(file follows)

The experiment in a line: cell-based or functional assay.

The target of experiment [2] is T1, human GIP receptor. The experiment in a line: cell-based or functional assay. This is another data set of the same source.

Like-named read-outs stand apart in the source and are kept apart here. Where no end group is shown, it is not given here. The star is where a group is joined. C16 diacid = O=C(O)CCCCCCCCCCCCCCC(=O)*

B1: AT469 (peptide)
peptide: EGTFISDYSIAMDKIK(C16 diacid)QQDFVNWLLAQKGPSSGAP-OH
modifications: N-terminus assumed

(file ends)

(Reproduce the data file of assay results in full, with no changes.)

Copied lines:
The experiment in a line: cell-based or functional assay.

The target of experiment [2] is T1, human GIP receptor. The experiment in a line: cell-based or functional assay. This is another data set of the same source.

Like-named read-outs stand apart in the source and are kept apart here. Where no end group is shown, it is not given here. The star is where a group is joined. C16 diacid = O=C(O)CCCCCCCCCCCCCCC(=O)*

B1: AT469 (peptide)
peptide: EGTFISDYSIAMDKIK(C16 diacid)QQDFVNWLLAQKGPSSGAP-OH
modifications: N-terminus assumed